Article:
Update from weeks 4 and 5 from RV Investigator's voyage to Heard and McDonald Islands - The amazing sight of Big Ben erupting
By Mike Coffin, Chief Scientist aboard RV Investigator voyage IN2016_V01
Voyage Week #4 (27 Jan – 2 Feb)
Around and around the Islands
We spent most of this week circumnavigating the McDonald Islands and Heard Island, with some stops for over-the-side work when the conditions were favourable.
Seafloor mapping and sub-seafloor profiling with acoustics paved the way for targeted conductivity-temperature-depth and trace metal rosette casts, in situ pump deployments, bio-optical package deployments, deep camera tows, launching of floats and drifters, and seafloor sampling.
Our search for hydrothermal systems on the seafloor continues. Acoustic data continue to show candidate systems in the form of jet-like anomalies ascending from the seafloor through the water column for tens of meters, yet so far we’ve not been able to confirm such systems, either visually using the deep-tow camera or by other means. We will carry on with our efforts.
We’ve recovered volcanic rock and sediment from the seafloor around the McDonald Islands by dredging and grab sampling. A dredge yielded significant pumice, a light-coloured and extremely porous volcanic rock that forms during an explosive eruption when a gas-rich froth of magma solidifies rapidly.
The BIG highlight was Big Ben
The ten geoscientists aboard RV Investigator, and for that matter the other 50 folks aboard the ship, had been keen to see Big Ben, the volcanic massif that dominates Heard Island, and its highest elevation, Mawson Peak – 2,745 meters above sea level – and we weren’t disappointed.
The clouds lifted and the sun shone for several viewing opportunities on different days, and the ship’s bridge and decks were crowded with sightseers during these times.
Mawson Peak was erupting whenever we could see it during the week, the first ground/sea observation of volcanic activity on Heard Island since 2007. Ships seldom visit Heard and McDonald islands, and persistent cloud cover means that satellites can image Big Ben only infrequently. In addition to vapour emanating from the summit, we saw lava flowing from Mawson Peak down the flank of Big Ben on top of a glacier, quite a rare sight.
Groundhog Day (Feb 2) marked the conclusion of this week, and in some ways yet another circumnavigation of these islands is reminiscent of the film by that name. However we’re constantly acquiring new and stimulating data, and the remarkable landscapes, seascapes, and weather change by the minute, so going around the islands in polygons always remains fresh!
Voyage Week #5 (3-9 Feb)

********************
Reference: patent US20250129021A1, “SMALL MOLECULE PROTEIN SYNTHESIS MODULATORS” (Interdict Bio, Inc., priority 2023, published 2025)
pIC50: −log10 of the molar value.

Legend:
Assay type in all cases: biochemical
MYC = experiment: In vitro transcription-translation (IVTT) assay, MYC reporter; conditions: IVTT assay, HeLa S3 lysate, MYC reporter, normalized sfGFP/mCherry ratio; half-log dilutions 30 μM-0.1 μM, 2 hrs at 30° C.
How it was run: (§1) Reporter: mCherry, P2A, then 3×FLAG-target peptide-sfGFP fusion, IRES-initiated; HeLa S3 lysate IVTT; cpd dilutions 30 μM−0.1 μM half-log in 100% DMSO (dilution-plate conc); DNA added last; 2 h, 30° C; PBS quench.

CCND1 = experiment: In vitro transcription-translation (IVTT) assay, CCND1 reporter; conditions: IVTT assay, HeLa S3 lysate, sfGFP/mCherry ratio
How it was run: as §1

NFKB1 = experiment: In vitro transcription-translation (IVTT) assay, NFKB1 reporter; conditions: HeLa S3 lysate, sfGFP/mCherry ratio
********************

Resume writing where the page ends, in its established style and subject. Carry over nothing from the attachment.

Our research continues
Our research continued around the islands this week with underway acoustics and over-the-side deployment, and our remote sensing of the seafloor and sub-seafloor identified potential seafloor hydrothermal system targets for further research using conductivity-temperature-depth and trace metal rosette casts, in situ pump deployments, bio-optical package deployments, drifter launches, and seafloor sampling
Some of our tools…
In situ pumps collect suspended and dissolved particulate samples from a designated depth beneath the sea surface. On this voyage, we are particularly interested in iron and its origin – from hydrothermal, glacial, erosional, or other processes. We have deployed the pumps at various distances from plumes emanating from the seafloor that we’ve imaged acoustically, as well as at reference stations well away from the islands.
RV Investigator carries several devices for sampling the seafloor, including rock dredges, gravity corers, piston corers, multi-corers, and Smith McIntyre grabs. The last are especially useful for quickly assessing the nature of the seafloor, including whether or not it’s suitable for coring. We deployed a grab on multiple occasions, and so far the seafloor close to the islands has proven to be unsuitable for coring.
And we’re still not sick of watching Big Ben
Witnessing an ongoing eruption of Big Ben whenever Mawson Peak was visible has been an unanticipated highlight of working around these islands, and we’ve also observed vapor emanating from parts of McDonald Island. Several fumaroles, vents from which volcanic gas escapes into the atmosphere, are visible on the flanks of McDonald Island, indicating continuing magmatism there.
We finally made it to “hump day”
On Friday 5 February we celebrated Hump Day, as in over-the-hump – the mid-point of the voyage. We’d been at sea 29 days, with 29 to go. More than a few of the shipboard complement have told me that bidding adieu to Heard Island and McDonald Islands will be tinged with sadness. Despite their inhospitable appearance, they are majestic and resplendent in their own ways and have become familiar companions. We feel extremely fortunate to have seen these rarely observed and even more rarely visited World Heritage-listed islands from all angles at sea level in a broad range of light and weather conditions.
New opportunities now available for science projects aboard RV Investigator in 2016
Due to some late changes in the voyage schedule this year there are now opportunities available for ‘piggyback’ proposals for time aboard one of the newly announced voyages. Read the MNF Steering Committee Communiqué for all the details.
13th February 2016 at 4:53 pm
How come the pumice was recovered from the floor of the ocean. By nature doesn’t pumice float?
15th February 2016 at 1:07 pm
Hi Ann, thanks for the question.
Pumice is highly porous (averaging 90%) and initially floats because the pore space is filled with air, and rock plus air is less dense that water.
However, as the pore space becomes filled with water pumice sinks (rock plus water is more dense than water). See https://en.wikipedia.org/wiki/Pumice for more information.